Photo : IAEA
20 January 2023, Friday | NIAS Europe Daily Brief #415
War in Ukraine: Day 330
War on the Ground
On 19 January, Ukraine President Volodymyr Zelenskyy urged EU members and candidate states to come together to implement the Peace Formula. Speaking at the press conference with European Council President Charles Michel, Zelenskyy called upon European Partners to support “relevant international efforts and decisions, in particular the resolution of the UN General Assembly that is being prepared.”
On 19 January, Kyiv Regional Military Administration Head Oleksiy Kuleba said that 16 people were still hospitalized after the helicopter crash on 18 January. Out of the 16, six are children and Kuleba added that none of them was seriously injured. The helicopter crash in Brovary, Kyiv injured more than 25 people and killed 14 people.
The Moscow View
Claims by Russia
On 19 January, Russia’s Presidential Spokesman Dmitry Peskov claimed that Ukraine and Zelenskyy would have preferred if Russia and President Vladimir Putin did not exist. Peskov said: “It is clear that both Russia and Putin are a big problem for today's Ukraine and for Zelensky.” These statements were made due to Zelenskyy’s statements at Davos 2023. Peskov stressed Ukraine agreed to Russia’s demands to bring an end to the conflict sooner.
On 19 January, Russian Foreign Minister Sergey Lavrov called the Organization for Security and Cooperation in Europe’s (OSCE) Special Monitoring Mission (SMM) in Ukraine blatantly biased. Lavrov said: “it was aimed at supporting the version of events that the Ukrainian authorities painstakingly presented to the public, and in many cases, the mission withheld information about the real situation.” According to Lavrov, the Mission was sent to Ukraine to see through the implementation of the Minsk agreement’s provisions. He added that Russia is looking into the information which implied that the SMM officials withheld information and aided Ukraine’s administration to carry out military operations against civilians.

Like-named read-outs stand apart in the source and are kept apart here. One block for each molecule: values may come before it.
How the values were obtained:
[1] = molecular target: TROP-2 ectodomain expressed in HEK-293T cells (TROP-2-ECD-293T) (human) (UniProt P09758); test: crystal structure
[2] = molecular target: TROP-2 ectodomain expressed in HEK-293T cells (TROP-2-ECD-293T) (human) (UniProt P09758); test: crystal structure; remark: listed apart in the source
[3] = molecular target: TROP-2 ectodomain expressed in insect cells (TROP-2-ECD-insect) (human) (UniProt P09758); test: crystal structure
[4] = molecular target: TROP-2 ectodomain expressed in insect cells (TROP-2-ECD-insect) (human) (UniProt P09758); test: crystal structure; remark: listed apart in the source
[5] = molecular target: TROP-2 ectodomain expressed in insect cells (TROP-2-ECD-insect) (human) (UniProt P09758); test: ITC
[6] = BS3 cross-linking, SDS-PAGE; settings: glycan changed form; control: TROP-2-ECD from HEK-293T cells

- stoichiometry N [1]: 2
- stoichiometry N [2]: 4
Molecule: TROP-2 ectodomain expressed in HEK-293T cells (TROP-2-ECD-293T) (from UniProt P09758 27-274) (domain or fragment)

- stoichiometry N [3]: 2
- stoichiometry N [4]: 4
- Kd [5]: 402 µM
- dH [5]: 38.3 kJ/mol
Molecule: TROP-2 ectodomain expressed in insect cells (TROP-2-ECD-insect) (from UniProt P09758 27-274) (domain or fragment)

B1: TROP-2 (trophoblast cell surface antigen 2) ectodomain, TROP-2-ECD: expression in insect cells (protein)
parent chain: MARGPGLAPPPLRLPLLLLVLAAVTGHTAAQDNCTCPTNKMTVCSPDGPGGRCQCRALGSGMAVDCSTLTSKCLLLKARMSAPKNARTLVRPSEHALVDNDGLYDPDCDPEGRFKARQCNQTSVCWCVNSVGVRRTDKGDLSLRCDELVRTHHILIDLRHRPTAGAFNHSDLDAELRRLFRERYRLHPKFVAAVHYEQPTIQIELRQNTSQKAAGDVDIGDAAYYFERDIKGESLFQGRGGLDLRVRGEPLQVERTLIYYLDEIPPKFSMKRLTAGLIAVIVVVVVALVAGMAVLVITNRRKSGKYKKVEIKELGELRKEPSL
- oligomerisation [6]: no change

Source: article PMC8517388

The West View
Responses from the US and Europe
On 19 January, Estonia, the UK, Poland, Latvia, Denmark, and Lithuania Defence Ministers and the Czech Republic, the Netherlands representatives released a joint statement reaffirming their resolve to support Ukraine’s fight against Russia. In the statement, the defence ministers and representatives pledged to continue their military and civilian support and expansion will now include battle tanks. The aid will come from the country’s supply. The pledge termed the “Tallinn Pledge” outlines donations by each country. Poland and the UK outlined plans to supply Ukraine with Leopard 2 and Challenger 2 tanks respectively. The other donations include howitzers, ammunition, aircraft, and training in the Armed Forces of Ukraine.